View of “Judith Hopf,” 2016. Photo: Andrea Rossetti.

View of “Judith Hopf,” 2016. Photo: Andrea Rossetti.

Judith Hopf

Kaufmann Repetto

View of “Judith Hopf,” 2016. Photo: Andrea Rossetti.

A strange sight greeted visitors to Judith Hopf’s third exhibition at Kaufmann Repetto: two large feet, each made from bricks held together by mortar. Ambiguous objects, the works (both titled Brick-Foot, 2016) have a humorous charge, but situated as they were just outside the gallery doors, they constituted an obstruction.

The show was distributed throughout three spaces and a courtyard. In the first room on the left there were three small concrete serpents, from of the series “Untitled (Serpent),” 2015–. A fourth, smaller snake, Untitled (Serpent), 2016, traversed the wall and peered into the second room, its mouth open in a threatening display of sharp teeth. But a closer look revealed that perhaps they were not quite as menacing as they first seemed, being made of fragments of printed e-mails meticulously folded into triangles. It was possible to make out the names of the artist and Kaufmann Repetto’s staff amid the intervening blue, aquamarine, and green lines used to delineate e-mail communications among several parties. These colors were featured in another work in the second room, titled Untitled (Email Lines), 2016. Comprising three parallel strings of LED lights, one in each hue, suspended from the ceiling and grazing the floor, the work powerfully signifies the circulation of information. The exhibition’s press release referred to Gilles Deleuze’s Postscript on the Societies of Control, encouraging visitors to associate the recurrent motif of the cement viper with Deleuze’s concept of the creature. Its characteristic movement, the theorist wrote, is a symbol for the contemporary human, who is asked to be flexible and adaptable to the constant physical and mental changes required by a society of control.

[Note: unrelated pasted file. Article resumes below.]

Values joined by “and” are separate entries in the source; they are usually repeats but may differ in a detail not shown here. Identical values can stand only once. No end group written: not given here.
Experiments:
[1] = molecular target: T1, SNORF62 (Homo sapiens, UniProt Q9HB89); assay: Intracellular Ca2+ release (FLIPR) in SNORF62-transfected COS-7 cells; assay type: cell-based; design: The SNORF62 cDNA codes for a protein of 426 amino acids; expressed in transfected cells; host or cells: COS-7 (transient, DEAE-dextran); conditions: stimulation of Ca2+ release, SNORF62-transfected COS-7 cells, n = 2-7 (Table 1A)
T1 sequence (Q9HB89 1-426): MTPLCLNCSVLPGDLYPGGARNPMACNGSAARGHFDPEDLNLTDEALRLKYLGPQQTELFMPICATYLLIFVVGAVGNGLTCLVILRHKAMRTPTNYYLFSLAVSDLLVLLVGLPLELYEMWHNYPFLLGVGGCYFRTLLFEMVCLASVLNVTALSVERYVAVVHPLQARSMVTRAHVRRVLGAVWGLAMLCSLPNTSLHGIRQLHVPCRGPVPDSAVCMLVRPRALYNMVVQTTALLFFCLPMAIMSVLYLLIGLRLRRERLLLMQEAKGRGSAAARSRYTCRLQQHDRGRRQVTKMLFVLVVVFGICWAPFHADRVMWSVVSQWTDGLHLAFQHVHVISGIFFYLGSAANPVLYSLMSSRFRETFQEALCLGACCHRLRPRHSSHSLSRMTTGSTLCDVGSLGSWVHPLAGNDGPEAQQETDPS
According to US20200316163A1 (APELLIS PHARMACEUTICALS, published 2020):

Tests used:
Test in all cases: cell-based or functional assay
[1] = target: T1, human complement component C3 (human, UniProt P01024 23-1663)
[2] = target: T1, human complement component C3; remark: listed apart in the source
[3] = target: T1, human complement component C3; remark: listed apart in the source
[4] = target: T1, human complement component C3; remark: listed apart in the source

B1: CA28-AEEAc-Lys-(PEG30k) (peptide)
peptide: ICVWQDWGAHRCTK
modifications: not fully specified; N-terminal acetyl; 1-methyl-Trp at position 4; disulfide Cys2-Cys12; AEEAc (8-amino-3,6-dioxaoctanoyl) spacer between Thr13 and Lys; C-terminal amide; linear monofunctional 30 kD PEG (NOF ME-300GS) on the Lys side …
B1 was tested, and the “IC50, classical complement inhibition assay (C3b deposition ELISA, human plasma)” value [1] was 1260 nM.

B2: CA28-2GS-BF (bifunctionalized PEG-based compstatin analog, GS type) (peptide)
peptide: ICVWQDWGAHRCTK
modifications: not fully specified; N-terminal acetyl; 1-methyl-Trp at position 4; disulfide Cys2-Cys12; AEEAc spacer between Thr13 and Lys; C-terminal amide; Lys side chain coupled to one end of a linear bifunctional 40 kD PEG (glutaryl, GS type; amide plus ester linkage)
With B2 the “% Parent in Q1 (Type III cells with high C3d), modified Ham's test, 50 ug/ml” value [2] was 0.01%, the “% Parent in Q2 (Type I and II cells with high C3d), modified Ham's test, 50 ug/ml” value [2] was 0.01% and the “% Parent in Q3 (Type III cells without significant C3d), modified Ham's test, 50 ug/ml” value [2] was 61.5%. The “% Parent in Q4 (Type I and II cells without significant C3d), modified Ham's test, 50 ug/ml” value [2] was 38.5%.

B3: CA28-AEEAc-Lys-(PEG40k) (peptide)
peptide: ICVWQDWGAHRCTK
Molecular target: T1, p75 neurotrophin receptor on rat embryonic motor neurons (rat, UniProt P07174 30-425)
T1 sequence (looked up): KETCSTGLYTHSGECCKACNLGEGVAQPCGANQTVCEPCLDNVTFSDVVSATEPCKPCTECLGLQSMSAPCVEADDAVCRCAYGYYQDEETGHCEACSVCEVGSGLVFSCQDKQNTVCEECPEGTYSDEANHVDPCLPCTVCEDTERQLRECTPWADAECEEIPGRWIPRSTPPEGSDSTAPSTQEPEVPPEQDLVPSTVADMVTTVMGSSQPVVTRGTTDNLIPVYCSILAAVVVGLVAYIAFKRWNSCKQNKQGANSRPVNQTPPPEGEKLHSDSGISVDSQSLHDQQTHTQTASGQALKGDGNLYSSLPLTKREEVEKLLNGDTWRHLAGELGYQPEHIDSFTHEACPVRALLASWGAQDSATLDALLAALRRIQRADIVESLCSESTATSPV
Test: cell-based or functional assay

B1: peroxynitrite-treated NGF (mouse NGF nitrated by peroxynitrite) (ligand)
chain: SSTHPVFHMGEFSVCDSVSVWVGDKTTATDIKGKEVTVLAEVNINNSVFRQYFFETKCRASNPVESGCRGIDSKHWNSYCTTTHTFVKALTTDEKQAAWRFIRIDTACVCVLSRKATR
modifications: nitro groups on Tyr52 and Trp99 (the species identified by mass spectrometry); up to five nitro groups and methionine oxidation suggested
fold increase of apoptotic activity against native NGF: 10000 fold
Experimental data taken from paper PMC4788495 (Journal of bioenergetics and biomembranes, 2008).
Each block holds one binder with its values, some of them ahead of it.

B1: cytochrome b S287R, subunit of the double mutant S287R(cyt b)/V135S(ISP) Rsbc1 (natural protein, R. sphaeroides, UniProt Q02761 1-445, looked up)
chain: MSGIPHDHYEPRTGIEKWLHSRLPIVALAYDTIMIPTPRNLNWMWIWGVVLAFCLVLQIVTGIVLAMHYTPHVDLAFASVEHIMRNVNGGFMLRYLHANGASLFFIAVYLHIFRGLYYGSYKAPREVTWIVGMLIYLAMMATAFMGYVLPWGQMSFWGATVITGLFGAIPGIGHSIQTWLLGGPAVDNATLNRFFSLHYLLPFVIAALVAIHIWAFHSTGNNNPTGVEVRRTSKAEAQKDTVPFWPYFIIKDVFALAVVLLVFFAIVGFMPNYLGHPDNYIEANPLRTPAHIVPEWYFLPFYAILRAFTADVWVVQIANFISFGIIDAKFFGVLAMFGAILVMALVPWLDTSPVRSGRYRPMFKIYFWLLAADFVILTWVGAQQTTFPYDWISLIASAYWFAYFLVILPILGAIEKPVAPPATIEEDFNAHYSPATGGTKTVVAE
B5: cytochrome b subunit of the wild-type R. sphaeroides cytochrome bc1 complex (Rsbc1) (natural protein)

It is no accident that the fourth snake stretched from one room into another. In a sense, it was a bridge between two spatiotemporal dimensions, and in this way the creature was a compass pointing to the meaning of the exhibition, which only became evident in the gallery’s third room. Therein, on a pedestal, was a silo-shaped sculpture made from bricks and fitted with terra-cotta arms and a nose (Personification of a Problem, 2015). The work wasn’t installed far from a floor-bound soccer ball (Ball in Remembrance of Annette Wehrmann, 2016), a suitcase on wheels (Brick-Trolley, 2016), and a third foot (Brick-Foot, 2016)—all rendered in brick and terra-cotta. Each of these latter works represented something mobile or something that aids mobility, but here they sat heavily and stubbornly in the space. In the final room, a four-minute video titled More, 2015, seemed to express the artist’s commitment to repositioning herself within the economic and political conditions of Deleuze’s control society. In the video, the planet Earth is seen from a distant bird’s-eye view, surrounded by constellations of stars. From this perspective, the demands and restrictions of our hyperconnected and surveilled world dissolved.

Marco Tagliafierro

Translated from Italian by Marguerite Shore.